Let the words of my mouth and the meditation of my heart be acceptable in Your sight, O LORD, my strength and my Redeemer. - Psalm 19:14
I attended a writers’ conference this past week. During our evening meal, several of us discussed website design. One woman, who has a site for her children’s writing, mentioned she has no idea how many visitors she draws. Another person sitting with us with us said, “You’re kidding! You don’t have a stat counter?!” As someone with stat counters on every site, I could hardly believe it either.
When we watch that number tick over to another hundred visitors, we may be tempted to analyze the stats to cater to readers’ tastes, writing ‘to the numbers.’ Every writers’ group discusses what’s hot, what’s not. Who will write the next megaseller that touches off a trend with dozens of authors following? I know I’ve gone into the bookstore, trolled the aisles, and tried to figure out the theme for a book for which the market will hunger – the one a publisher will gasp over, “Yes! Exactly what we’ve been looking for!”
Dan Robbins, an Oak Brook free-lance designer, created Craft Master paint-by-number kits. In 1954, he re-created the “Last Supper” – the most popular paint by number kit ever. For every person who picked up one of his kits, and millions did, he or she sacrificed artistic originality for conformity. Maybe that’s what I’m doing when I study the titles, making note of what’s in abundance, what’s selling.
I’ve written for hire, and have no problem doing so. I wrote according to stringent guidelines, capturing the voice of the project. And the publisher, no doubt, had analyzed the numbers before embarking on the project. Back in the seventies, I purchased one of those paint by number kits. I painted a lovely stained glass window through which rays of light shone down on a pair of praying hands. Even though I started painting by number, I embellished, adding my own flair to the painting. In the end, it was my creation, or so I imagined. I take the same pride in my work for hire projects. Even though I start with someone else’s idea, I add my own flair, and in the end, it’s a part of me in the creation.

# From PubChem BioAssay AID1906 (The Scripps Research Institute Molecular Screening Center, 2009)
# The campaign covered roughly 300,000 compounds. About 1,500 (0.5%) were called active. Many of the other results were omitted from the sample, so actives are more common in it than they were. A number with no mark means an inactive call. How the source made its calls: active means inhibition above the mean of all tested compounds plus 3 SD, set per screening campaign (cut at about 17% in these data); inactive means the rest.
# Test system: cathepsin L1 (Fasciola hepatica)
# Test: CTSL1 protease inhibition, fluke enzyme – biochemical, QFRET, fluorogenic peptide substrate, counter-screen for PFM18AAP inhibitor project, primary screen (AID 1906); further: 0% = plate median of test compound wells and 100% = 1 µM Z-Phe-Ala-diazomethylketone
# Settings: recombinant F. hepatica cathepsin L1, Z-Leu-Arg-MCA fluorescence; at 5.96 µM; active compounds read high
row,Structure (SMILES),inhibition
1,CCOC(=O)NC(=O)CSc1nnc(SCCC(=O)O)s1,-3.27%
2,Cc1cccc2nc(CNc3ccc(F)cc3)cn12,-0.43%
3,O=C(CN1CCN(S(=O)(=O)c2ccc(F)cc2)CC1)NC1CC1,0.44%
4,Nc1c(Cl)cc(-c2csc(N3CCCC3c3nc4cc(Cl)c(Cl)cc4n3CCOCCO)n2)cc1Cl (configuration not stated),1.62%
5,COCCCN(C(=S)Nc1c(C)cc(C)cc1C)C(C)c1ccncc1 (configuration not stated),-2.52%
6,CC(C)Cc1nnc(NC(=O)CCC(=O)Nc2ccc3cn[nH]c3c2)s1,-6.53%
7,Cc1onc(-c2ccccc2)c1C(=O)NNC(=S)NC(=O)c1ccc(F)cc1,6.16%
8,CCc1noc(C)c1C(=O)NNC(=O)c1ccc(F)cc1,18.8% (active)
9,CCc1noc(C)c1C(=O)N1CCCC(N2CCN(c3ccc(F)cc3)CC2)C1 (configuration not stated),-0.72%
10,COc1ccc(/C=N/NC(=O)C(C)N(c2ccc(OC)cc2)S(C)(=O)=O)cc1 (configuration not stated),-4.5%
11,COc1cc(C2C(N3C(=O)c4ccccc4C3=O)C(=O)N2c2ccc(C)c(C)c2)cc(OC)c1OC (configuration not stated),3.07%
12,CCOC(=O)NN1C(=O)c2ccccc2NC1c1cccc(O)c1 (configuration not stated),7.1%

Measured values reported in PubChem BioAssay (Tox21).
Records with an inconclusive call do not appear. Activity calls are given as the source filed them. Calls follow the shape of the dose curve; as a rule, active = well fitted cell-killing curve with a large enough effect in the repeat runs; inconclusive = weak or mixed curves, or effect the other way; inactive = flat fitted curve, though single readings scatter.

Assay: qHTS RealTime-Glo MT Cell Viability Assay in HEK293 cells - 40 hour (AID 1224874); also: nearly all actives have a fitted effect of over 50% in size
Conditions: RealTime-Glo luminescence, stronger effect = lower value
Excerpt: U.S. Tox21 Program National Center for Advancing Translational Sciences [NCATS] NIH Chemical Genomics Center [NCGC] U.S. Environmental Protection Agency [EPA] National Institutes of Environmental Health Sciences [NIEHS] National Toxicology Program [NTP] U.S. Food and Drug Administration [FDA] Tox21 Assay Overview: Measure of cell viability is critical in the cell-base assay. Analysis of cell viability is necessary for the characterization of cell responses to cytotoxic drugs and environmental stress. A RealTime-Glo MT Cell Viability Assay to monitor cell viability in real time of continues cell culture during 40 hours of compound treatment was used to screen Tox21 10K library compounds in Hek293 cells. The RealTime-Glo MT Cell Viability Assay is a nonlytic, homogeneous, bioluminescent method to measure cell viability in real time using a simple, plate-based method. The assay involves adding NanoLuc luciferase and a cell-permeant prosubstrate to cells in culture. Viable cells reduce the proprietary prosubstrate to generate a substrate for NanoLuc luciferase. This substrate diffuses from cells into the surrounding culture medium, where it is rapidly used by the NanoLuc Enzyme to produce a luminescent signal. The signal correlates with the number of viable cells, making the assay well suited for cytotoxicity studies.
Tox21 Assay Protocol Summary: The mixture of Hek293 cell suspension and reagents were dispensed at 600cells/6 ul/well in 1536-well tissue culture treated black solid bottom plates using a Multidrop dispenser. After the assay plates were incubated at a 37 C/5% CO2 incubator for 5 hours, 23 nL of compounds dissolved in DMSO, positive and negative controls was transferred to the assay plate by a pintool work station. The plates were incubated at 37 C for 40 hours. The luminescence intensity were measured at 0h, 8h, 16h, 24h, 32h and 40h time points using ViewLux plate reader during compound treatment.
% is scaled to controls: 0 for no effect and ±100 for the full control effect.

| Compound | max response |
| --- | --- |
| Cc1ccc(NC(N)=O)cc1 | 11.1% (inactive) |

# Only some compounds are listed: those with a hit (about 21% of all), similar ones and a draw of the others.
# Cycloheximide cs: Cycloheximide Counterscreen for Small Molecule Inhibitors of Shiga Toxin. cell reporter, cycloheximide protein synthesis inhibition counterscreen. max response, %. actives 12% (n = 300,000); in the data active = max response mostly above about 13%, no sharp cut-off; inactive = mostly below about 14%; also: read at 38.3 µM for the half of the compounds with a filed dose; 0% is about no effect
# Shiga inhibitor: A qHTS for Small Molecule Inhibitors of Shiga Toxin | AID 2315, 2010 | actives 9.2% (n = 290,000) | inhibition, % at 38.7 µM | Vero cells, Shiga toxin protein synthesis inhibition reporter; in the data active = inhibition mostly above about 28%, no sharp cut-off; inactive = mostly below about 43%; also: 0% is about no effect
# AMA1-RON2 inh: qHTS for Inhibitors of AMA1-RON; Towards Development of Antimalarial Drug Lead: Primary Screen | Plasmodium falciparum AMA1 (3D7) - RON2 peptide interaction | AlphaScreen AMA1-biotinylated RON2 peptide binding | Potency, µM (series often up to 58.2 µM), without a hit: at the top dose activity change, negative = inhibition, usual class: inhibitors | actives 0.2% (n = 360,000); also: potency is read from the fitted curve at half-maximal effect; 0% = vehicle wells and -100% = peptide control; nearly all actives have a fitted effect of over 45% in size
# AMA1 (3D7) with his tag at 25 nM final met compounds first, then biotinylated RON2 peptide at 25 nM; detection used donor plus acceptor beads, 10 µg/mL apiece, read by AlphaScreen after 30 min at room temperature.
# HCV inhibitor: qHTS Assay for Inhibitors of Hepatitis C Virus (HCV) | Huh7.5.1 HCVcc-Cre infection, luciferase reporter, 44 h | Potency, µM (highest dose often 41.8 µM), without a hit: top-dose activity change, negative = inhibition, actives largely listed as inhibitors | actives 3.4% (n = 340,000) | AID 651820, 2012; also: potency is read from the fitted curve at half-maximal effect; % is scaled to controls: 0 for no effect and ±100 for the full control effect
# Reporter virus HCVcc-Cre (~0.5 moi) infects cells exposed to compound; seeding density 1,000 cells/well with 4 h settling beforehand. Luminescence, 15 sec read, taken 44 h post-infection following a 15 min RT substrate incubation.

But on my own, I wonder if I have what it takes to write without the burden of marketing trends and profitability swirling about in my head. In one of the sessions I attended during the conference, our instructor informed us a publisher invests tens of thousands of dollars into every book.
I told one editor I pray over my writing daily. I ask God to direct my steps, and to burden my heart with His message. Even though he didn’t ‘tsk, tsk,’ I did feel, even as I said the words, that I probably appeared quite naïve. And maybe I am. I’m a lot less naïve than I was three years ago. Now I understand that for every book, there’s a budget. I’m just hoping, and praying…and praying, I will be so blessed to write a book that merits the budget, and more importantly, ministers in the manner God ordains.
Now I’m off to check my stats. Some habits are hard to break.
Prayer: Lord, may I always be in tune to Your will, writing as You lead, and being inspired by the Holy Spirit. Please direct my steps, giving me wisdom as I write for You. In Jesus' Name I pray, Amen.